December 28, 2007
Women in prenatal care who chose not to be screened for HIV were more likely to be infected than those who opted to be tested, according to a new Canadian study.
In a review of more than 110,000 women in Alberta receiving prenatal infectious-disease screening from 2002 to 2004, fewer than 4 percent opted out of HIV testing, reported University of Alberta's Dr. Ameeta E. Singh and associates.
Reasons for opting out could not be determined, as the identities of women were unknown at the time of analysis, the team said. However, newly diagnosed HIV prevalence among the opt-out group was 3.3 times greater than those who were tested (0.07 percent vs. 0.02 percent), the authors report.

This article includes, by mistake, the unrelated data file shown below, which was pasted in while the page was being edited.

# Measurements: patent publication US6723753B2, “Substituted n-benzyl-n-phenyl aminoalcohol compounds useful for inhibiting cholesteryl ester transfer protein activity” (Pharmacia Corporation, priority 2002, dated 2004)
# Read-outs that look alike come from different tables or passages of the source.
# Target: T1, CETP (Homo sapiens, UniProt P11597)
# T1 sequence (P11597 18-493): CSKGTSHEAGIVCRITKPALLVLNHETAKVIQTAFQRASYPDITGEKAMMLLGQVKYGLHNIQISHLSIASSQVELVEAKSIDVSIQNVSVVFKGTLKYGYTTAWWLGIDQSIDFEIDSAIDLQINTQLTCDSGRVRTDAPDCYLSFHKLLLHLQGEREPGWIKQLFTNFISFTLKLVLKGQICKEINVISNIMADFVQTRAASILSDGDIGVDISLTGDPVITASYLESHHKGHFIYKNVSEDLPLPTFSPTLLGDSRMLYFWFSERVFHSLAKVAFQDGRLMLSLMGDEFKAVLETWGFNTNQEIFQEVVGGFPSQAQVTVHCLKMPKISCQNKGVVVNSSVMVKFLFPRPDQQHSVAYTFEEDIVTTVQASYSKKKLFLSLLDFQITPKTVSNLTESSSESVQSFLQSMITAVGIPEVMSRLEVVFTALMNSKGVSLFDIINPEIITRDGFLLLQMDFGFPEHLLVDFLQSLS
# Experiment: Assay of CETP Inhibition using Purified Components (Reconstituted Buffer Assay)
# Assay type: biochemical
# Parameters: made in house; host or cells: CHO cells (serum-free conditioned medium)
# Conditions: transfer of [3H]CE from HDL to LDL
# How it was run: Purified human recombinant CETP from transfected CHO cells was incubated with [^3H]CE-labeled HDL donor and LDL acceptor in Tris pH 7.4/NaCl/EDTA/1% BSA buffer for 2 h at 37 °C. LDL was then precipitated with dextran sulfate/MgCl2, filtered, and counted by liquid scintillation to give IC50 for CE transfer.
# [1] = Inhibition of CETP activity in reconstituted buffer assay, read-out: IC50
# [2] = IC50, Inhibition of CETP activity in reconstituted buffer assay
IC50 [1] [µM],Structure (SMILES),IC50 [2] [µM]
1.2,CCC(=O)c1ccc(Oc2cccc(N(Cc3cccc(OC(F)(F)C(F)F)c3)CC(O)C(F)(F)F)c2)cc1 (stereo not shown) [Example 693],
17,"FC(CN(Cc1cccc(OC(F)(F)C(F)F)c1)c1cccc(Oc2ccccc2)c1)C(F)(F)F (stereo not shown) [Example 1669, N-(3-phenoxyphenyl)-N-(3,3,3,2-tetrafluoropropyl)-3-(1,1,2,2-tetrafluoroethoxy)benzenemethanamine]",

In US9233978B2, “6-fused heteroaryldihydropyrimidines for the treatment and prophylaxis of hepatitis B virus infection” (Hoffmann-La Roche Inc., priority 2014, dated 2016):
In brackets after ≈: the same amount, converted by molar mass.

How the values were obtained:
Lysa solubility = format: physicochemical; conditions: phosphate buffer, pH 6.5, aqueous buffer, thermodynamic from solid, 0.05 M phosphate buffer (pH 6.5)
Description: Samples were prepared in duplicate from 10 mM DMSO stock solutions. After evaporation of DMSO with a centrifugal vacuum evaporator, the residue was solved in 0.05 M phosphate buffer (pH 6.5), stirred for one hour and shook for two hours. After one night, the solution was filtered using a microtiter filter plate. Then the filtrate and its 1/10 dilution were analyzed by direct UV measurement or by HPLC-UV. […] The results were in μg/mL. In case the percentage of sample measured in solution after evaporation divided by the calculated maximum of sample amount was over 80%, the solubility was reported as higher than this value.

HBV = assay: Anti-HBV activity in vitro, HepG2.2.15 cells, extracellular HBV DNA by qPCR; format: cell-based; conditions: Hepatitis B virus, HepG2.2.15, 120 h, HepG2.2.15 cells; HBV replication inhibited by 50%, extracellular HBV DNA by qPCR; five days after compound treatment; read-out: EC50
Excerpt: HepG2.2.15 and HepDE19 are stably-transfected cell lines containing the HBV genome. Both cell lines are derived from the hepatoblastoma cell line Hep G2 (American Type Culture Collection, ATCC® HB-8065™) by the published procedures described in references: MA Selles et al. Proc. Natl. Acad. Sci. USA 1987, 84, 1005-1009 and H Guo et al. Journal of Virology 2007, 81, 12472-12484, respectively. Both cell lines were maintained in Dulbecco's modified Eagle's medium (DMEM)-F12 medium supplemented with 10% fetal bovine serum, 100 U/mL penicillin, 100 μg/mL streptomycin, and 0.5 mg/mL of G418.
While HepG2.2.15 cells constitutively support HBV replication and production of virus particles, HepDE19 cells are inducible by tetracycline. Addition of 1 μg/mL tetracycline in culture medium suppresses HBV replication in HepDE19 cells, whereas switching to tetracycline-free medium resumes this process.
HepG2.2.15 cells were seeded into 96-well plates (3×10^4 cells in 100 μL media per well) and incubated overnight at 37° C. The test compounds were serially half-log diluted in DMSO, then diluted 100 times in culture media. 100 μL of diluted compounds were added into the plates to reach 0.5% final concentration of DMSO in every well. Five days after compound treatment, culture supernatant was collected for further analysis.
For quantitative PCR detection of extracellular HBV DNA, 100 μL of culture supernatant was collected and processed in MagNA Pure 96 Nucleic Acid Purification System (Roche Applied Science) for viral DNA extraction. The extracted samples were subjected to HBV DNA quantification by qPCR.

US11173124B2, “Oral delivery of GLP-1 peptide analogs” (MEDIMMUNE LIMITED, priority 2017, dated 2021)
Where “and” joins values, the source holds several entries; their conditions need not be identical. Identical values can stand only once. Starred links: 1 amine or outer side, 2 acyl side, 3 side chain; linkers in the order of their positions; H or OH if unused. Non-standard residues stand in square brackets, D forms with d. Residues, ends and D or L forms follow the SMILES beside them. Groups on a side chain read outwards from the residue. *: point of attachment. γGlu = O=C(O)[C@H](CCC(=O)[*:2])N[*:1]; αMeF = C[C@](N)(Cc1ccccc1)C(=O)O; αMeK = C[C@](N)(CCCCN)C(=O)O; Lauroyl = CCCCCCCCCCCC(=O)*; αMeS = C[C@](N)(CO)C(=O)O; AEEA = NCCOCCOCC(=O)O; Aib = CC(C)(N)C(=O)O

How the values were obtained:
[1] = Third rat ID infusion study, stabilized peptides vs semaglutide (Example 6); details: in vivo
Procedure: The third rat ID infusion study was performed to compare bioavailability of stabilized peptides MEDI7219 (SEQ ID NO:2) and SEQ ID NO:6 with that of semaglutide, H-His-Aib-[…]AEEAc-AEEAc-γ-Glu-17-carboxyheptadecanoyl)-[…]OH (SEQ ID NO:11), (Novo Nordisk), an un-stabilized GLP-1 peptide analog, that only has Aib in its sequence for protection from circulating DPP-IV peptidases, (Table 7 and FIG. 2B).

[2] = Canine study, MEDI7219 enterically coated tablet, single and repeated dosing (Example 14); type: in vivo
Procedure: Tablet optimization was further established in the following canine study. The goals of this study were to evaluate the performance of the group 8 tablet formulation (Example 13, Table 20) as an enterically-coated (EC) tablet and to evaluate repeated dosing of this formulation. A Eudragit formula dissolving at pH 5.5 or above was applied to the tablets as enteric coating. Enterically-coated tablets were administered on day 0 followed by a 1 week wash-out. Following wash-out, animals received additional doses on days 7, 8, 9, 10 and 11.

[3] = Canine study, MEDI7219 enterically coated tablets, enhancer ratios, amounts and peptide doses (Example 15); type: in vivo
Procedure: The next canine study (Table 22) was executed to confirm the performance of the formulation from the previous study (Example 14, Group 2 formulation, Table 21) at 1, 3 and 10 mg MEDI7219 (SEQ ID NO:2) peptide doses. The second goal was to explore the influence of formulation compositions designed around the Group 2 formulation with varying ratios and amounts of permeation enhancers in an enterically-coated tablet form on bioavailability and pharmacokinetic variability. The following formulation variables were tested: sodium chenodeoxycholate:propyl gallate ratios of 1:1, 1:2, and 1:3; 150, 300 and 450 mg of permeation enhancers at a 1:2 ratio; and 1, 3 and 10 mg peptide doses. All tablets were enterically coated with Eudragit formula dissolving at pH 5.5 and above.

"This may indicate that women at higher risk for HIV infection are opting out of testing," the investigators wrote. "HIV testing in pregnancy is essential to improving health care for HIV-infected women and to prevent mother-to-child transmission of HIV," said Singh. "Anything less than truly universal HIV testing in pregnant women is likely to result in missed opportunities to prevent mother-to-child transmission of HIV."
The full report, "HIV Seroprevalence Among Women Opting Out of Prenatal HIV Screening in Alberta, Canada: 2002-2004," was published in Clinical Infectious Diseases (2007;45(12):1640-1643).